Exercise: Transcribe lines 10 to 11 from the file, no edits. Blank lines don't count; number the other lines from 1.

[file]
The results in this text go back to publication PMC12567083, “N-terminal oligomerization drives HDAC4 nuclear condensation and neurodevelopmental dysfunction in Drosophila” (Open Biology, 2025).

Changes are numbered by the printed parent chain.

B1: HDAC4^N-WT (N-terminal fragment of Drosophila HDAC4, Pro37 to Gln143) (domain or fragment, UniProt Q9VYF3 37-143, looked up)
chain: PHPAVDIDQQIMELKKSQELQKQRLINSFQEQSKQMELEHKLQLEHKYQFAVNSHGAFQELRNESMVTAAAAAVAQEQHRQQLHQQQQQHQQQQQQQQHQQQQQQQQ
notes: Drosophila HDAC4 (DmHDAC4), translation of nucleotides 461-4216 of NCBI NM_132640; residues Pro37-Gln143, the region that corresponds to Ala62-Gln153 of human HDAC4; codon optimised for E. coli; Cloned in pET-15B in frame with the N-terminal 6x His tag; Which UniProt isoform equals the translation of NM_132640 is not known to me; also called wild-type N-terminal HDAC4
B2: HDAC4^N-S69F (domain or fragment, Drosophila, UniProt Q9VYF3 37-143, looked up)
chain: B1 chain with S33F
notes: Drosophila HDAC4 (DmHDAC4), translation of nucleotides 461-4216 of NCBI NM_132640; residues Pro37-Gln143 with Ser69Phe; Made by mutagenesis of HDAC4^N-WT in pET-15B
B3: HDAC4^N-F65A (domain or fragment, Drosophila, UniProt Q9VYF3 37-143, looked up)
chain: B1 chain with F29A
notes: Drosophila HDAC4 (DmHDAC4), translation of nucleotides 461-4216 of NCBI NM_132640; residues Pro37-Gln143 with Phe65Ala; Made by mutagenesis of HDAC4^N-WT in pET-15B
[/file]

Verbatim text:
chain: B1 chain with F29A
notes: Drosophila HDAC4 (DmHDAC4), translation of nucleotides 461-4216 of NCBI NM_132640; residues Pro37-Gln143 with Phe65Ala; Made by mutagenesis of HDAC4^N-WT in pET-15B